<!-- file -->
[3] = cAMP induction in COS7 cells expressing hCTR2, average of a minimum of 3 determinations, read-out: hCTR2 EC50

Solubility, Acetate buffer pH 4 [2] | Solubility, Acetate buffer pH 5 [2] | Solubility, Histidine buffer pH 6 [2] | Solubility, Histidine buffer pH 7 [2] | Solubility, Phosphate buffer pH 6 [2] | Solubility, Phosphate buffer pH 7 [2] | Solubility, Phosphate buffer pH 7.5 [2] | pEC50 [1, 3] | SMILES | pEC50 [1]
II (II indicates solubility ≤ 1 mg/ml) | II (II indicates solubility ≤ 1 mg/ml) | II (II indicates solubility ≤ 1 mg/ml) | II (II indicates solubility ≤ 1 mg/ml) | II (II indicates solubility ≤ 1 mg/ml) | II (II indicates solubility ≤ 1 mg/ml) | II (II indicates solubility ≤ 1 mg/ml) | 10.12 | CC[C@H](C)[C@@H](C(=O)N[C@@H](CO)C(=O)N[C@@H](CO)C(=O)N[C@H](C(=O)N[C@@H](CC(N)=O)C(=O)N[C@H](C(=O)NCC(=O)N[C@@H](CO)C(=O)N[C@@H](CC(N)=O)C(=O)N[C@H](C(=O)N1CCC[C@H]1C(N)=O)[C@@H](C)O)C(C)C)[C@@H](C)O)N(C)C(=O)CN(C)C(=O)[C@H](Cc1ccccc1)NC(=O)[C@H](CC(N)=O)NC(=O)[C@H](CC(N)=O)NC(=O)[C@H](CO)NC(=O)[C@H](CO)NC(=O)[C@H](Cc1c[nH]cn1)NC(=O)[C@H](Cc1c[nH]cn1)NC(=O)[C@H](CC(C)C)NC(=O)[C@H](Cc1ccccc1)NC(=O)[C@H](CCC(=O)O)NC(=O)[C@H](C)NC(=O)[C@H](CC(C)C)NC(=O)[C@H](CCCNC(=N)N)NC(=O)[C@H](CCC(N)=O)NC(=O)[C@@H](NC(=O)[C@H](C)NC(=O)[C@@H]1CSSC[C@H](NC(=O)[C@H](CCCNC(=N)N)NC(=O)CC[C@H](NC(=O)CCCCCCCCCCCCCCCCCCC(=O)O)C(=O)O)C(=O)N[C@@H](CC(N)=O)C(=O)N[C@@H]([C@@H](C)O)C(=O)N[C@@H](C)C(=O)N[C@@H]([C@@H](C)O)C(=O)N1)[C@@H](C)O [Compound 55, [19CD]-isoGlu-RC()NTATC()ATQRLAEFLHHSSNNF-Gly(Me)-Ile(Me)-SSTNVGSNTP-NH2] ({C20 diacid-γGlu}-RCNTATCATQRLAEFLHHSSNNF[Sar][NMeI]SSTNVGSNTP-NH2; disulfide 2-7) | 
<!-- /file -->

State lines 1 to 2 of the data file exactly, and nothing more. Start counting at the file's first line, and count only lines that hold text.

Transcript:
[3] = cAMP induction in COS7 cells expressing hCTR2, average of a minimum of 3 determinations, read-out: hCTR2 EC50

Solubility, Acetate buffer pH 4 [2] | Solubility, Acetate buffer pH 5 [2] | Solubility, Histidine buffer pH 6 [2] | Solubility, Histidine buffer pH 7 [2] | Solubility, Phosphate buffer pH 6 [2] | Solubility, Phosphate buffer pH 7 [2] | Solubility, Phosphate buffer pH 7.5 [2] | pEC50 [1, 3] | SMILES | pEC50 [1]